Systemic change is what we must explore in our law enforcement and as well as in many areas of our society. Common management practices tend immediately to blame individuals or groups of people without ever addressing the system(s) as a whole. These decisions to cast blame against any group of people will always have numerous negative consequences. Moving forward as responsible citizens and leaders of our communities, blaming entire institutions can overlook powerful opportunities to make real progress within a profession. Systemic change calls for changing how people think and behave to create the best possible outcome, while considering the myriad of interconnected issues and systems that operate within an organization. Within systems thinking, we can heal the rift between police departments and the public using credible theories related to multiple intelligences, systems thinking, and retainable education. In time, we can heal our nation and move towards one of equality. Let’s think smarter and get it right this time.

Dr. Ted Sun

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  • Francis Piron
    July 13, 2020, 6:42 pm

    A well-written and interesting approach. It has become evident that much has to change if we wish to keep on moving ahead. Yet, it is time to catch our breath and gather all of us and start on more solid bases. It will take time but is an absolute if we wish to avoid chaos and further chasm. Dr. Sun’s article is one step in the right direction,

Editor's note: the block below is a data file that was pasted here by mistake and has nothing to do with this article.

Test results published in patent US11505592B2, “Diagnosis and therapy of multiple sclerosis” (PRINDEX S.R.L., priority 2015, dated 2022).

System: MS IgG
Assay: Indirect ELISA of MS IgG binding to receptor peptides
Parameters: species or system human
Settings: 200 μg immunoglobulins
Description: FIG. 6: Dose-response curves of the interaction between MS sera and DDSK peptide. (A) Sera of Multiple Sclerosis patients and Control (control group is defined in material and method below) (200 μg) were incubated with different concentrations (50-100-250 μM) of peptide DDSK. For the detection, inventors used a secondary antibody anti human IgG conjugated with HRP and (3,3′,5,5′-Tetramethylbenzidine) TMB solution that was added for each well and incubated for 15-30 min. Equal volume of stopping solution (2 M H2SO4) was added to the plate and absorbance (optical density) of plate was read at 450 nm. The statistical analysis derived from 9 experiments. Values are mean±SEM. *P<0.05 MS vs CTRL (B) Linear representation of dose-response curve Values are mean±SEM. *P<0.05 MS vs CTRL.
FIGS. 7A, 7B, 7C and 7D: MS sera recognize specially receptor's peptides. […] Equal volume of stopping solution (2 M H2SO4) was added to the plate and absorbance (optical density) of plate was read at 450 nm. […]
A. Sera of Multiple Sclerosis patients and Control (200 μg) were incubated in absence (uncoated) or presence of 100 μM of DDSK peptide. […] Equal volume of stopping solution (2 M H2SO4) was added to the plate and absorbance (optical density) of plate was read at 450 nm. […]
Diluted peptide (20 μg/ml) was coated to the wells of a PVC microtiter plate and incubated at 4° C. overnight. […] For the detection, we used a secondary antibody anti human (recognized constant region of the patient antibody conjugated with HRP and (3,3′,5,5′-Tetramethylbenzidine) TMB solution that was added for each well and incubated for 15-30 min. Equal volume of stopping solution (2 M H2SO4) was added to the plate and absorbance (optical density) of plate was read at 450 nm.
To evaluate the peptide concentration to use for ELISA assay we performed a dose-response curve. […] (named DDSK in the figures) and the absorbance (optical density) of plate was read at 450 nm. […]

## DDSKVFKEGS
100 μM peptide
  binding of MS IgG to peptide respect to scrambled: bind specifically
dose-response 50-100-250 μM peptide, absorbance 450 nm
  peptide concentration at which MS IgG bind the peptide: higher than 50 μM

• Donald T. Iannone
    July 13, 2020, 8:36 pm

    One of the most thoughtful pieces I’ve read on how to approach change with respect to racism. Beyond government and other system stakeholders, we need to grow an understanding of this perspective and its approach with the public.

    • Charles Dwumfour Williams@Donald T. Iannone
      July 15, 2020, 9:33 pm

      This is a brilliant piece of work by Dr. Sun. Racism in America dates back centuries with attempts made by different groups of people notably Dr, Martin Luther King who tried to bring about change but only succeeded in tackling the symptoms of the problem without identification and treatment of the root causes as noted in Dr. Sun’s writeup. Racism is institutionalised and entrenched in the American constitution which recognises its black nationals as seventy-five percent (75%) human thereby giving organisations such as the Police Force reasons to treat them as such. Therefore and as clearly identified by Dr. Sun until there is systematic change to the constitution itself no amount of complaints will make any difference. Bravo Doc I really enjoyed reading the piece.